FEAR of missing out, or FOMO, is one of the great undercurrents tugging at the feet of the Millennial Generation — that well connected group of people born between 1980 and 2000.
FOMO bobs up regularly on social media, where opportunities lost or gained are variously mourned or celebrated.
It appears that FOMO is also a key driver for medical students and junior doctors as they strive to get an edge over their peers in a highly competitive career environment.
These Millennial Medicos are competing with nearly twice as many of their peers as a decade ago for hospital placements, preferred rotations and specialist training places.
For some, going rural is deemed a bit of a backward step in this career race. We’re told that the FOMO perception at play here is that by going rural you may miss out on more prestigious city placements, with better facilities and exposure to the latest technology. Yet the students who think like that may actually be missing out on the more compelling advantages of rural training, and on more opportunities for their future career.
Rural Health Workforce Australia recently commissioned research on this subject, with the University of Queensland. The study was based on in-depth interviews with 41 junior doctors and 25 medical students from Adelaide, Brisbane and Melbourne.
If that sample is anything to go by, the Millennial Medicos are looking for quality training experiences that will develop their skills and boost their professional prospects. The research showed they prize:
- Working in smaller teams, with more attention from supervisors
- More responsibility, with opportunities for hands-on learning
- Broader scope of practice
- Greater continuity of care
These are the very benefits offered by going rural. As one student told us recently: “Rural placements are not career limiting. They are an opportunity to excel in practical and theoretical components of clinical medicine, make connections, smash your exams and advance your future career.”
When asked what else contributed to successful rural placements, the Millennial Medicos wanted strong professional and social support.
Not surprisingly, good internet access was deemed very important to stay in touch with friends and peers for study, research and remote clinical support. A preference for flexibility in relation to part-time training was also expressed by some of junior doctors.
We decided to explore a little further and asked 1000 university health students about their attitudes to clinical placements. These students belong to Rural Health Clubs, which we support through the National Rural Health Students’ Network.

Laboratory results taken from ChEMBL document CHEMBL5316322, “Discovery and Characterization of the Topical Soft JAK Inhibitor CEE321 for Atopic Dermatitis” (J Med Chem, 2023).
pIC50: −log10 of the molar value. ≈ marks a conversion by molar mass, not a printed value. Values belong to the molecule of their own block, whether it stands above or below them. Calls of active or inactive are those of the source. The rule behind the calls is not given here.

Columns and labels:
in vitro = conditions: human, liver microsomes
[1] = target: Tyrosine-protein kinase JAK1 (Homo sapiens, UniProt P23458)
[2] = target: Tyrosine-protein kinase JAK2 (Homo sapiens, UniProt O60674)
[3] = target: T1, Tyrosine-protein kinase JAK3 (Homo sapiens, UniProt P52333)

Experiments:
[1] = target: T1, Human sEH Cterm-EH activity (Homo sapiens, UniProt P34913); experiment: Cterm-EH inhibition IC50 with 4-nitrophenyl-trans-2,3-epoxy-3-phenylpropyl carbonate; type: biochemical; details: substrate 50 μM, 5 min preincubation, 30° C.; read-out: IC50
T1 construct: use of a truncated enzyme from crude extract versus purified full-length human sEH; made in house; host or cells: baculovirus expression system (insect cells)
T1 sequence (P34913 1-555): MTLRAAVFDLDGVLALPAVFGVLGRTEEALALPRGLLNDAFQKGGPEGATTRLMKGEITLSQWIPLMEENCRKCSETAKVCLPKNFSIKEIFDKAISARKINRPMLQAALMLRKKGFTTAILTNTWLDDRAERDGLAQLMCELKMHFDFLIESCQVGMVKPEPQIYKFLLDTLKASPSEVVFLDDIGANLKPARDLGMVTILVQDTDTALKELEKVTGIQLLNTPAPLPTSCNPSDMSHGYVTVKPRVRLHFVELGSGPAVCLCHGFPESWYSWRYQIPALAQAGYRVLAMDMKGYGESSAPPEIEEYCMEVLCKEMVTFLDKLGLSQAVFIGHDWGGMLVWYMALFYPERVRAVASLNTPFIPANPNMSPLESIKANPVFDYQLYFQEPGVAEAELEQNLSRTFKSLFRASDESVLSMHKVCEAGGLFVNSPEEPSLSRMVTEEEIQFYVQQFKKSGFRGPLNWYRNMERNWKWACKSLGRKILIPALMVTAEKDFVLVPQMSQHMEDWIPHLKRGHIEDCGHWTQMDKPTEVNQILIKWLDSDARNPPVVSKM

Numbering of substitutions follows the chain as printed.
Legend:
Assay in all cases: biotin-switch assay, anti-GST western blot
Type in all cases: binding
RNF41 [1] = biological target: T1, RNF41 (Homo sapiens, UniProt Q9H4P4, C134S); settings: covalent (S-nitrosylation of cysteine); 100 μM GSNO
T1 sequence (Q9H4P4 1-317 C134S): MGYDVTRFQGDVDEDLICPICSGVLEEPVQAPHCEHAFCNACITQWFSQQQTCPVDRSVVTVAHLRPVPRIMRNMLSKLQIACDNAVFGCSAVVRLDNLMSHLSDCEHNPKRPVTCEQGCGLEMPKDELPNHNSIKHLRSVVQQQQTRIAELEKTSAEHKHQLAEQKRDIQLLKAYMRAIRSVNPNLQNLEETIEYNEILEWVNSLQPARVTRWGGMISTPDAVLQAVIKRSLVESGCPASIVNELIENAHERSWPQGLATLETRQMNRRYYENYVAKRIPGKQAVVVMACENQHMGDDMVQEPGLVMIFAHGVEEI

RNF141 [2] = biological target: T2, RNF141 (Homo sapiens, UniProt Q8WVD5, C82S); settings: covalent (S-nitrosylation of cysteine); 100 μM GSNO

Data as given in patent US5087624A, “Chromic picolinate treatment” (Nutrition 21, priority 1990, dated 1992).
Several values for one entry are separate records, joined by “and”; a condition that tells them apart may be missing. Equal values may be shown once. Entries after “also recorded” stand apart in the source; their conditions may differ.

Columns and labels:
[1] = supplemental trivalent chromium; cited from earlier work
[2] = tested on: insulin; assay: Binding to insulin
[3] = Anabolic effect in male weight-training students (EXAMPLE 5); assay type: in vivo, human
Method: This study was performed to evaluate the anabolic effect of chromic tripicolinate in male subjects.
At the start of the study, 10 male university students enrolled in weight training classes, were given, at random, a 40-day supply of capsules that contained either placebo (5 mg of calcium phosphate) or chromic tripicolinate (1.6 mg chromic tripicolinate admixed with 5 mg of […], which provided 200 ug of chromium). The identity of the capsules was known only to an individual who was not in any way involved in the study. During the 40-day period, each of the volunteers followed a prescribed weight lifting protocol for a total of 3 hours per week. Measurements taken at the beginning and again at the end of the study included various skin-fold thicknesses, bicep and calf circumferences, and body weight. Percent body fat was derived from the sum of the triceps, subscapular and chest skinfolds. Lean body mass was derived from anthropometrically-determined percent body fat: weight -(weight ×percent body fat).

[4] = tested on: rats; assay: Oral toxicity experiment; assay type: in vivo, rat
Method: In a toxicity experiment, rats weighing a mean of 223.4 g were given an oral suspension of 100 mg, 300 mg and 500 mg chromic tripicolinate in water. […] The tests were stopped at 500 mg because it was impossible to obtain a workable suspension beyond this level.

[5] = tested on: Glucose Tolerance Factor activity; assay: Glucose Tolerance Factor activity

Although this study is not published, this broader sample of medical, nursing and allied health students reiterated the benefits of rural training found in our research.
In fact, the number one answer from nursing and allied health students to the question of what factors they considered important when deciding to undertake a clinical placement was “opportunities for hands-on learning”.
Financial costs associated with placements, such as accommodation, were important for nursing and allied health students who clearly need more assistance in this area.
So what does all this mean for rural and remote health?
Our investigations have uncovered some defining characteristics about the new millennial generation of health professionals. They:
- Are tech savvy (rural infrastructure and technology are critical)
- Value work–life balance (rostering needs to be more flexible)
- Thrive on social connection (team-based care fits into their world construct)
- Question the status quo (are likely to adapt more readily to new workforce models)
- Are competitive and are prepared to shop around (the rural health sector needs to “sell” itself more effectively).
These characteristics mean that the future workforce will be different to the past, as will future health service models and the workers they need.
Meanwhile, Australia continues to invest heavily in health care undergraduate and vocational training in the hope of developing a home-grown rural health workforce.
Matching culture to that workforce is going to be critical as these Millennial Medicos, nurses and allied health workers explore the various roads to rural.
The greatest FOMO is in Australian rural communities who will miss out if policymakers and health services fail to connect with the current up and coming generation of health professionals.
Mr Greg Mundy is the CEO of Rural Health Workforce Australia.